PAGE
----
I am impressed. While the first two books were good books, now I really care, and I want the next book soon. Now. Yesterday if possible. Andrews has crossed my analytical read-fiction-as-a-writer-and-learn line, and turned me into someone who has experienced her characters.
Enthuse much? All of us writers should be so lucky to get to this point in our series, and I think maybe we do have to write 2 or 3 books in a series to get here.
2009 and going to Wiscon. My two-year anniversary of getting myself out there. Let’s celebrate by hanging out with many cool people.
In order to facilitate my weekend, I spent these two hours waiting at Panera writing the Troll story. Looks like with my work from previous days, I have 249 words to come up with for MayNo. Can I do it before May 31st? It looks like a certainty, but you never can tell.
As soon as I get those words, I’ll start cutting and reorganizing. I’ve actually got the entire scheme of part 1 laid out. Gotta finish writing it and make it a polished, worth reading thing. Feeling pretty good about that.
Here’s the word count:
49751 / 50000 words. 100% done!
Announcement the first:
Don’t forget, that I will be at Wiscon this weekend. I hope to see many of you. I wish I knew what more of you looked like.
Anywhoo, I’ve told you about the panels. Look for me as a member of the chorus in the Broad Universe skit as well.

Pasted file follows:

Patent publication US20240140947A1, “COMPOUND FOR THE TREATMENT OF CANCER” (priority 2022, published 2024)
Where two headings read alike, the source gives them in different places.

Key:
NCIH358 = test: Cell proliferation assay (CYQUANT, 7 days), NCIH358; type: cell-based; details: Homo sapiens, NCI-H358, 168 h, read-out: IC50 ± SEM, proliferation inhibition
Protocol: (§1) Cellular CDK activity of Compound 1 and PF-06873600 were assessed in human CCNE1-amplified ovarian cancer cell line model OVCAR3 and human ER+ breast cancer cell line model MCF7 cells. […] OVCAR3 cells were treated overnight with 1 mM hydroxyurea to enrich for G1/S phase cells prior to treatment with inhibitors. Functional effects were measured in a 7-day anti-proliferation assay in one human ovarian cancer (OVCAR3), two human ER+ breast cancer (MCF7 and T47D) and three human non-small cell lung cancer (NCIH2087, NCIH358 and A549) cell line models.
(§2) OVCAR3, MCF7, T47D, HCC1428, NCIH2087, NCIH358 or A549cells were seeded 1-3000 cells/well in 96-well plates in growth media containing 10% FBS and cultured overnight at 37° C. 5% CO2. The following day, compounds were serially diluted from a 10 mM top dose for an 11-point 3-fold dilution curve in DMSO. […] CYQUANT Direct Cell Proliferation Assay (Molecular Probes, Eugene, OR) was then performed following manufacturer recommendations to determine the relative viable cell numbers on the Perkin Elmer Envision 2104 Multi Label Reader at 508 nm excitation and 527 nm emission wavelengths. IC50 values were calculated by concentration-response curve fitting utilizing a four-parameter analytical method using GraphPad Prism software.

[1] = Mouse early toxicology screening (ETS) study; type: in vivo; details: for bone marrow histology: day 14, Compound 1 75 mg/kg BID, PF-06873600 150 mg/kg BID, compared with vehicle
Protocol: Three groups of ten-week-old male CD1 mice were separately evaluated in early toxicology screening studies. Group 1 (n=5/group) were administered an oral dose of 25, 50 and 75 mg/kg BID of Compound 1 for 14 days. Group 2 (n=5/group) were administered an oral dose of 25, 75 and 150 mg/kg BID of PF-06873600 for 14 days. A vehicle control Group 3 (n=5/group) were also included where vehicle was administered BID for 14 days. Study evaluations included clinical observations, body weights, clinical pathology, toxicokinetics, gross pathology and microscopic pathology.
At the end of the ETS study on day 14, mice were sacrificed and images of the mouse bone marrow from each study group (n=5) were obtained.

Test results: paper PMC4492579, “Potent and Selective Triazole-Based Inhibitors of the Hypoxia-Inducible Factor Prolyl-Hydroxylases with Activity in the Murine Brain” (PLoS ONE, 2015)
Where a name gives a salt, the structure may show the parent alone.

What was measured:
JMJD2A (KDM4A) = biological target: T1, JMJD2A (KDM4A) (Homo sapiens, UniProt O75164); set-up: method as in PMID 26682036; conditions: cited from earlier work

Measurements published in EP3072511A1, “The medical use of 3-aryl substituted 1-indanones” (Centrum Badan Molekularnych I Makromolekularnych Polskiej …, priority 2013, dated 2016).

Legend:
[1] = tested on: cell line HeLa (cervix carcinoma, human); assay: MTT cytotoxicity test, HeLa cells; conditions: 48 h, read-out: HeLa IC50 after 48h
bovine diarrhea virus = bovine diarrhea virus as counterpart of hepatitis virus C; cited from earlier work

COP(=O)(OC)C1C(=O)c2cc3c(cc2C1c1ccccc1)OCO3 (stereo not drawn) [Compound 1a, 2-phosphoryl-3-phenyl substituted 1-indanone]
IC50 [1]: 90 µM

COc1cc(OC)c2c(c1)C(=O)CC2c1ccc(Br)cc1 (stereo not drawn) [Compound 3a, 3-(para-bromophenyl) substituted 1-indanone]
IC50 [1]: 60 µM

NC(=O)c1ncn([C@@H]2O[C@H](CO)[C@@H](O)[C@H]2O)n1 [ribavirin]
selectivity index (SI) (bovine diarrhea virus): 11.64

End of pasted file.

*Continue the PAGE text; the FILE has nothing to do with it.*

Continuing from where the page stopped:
Announcement the second:
I am at Goodreads, and I like it! I’ll try to not sink too much time there, Michael! It’s sort of like Facebook with a purpose.
My page is here.
Announcement the third:
Watch Drollerie Press this weekend! Any minute now, any minute, Needles and Bones.
I’ll be on line tonight in the Drollerie Chat Room at 10 EST. For those of you who aren’t frantically packing for the con of your choice this weekend.
Catherine Cheek (aka Kater) is not only a topnotch writer, but is also an artist. Here is the flier she created for our Wiscon reading, using unconventional mediums. Also, here’s the creation story!
It turns out that I am more gullible than you might suspect.
If you’ve read The Princess Bride by William Golden, you will see that he tells you he adapted it from a book by S. Morgenstern, a Florinese author that his father shared with him during an illness.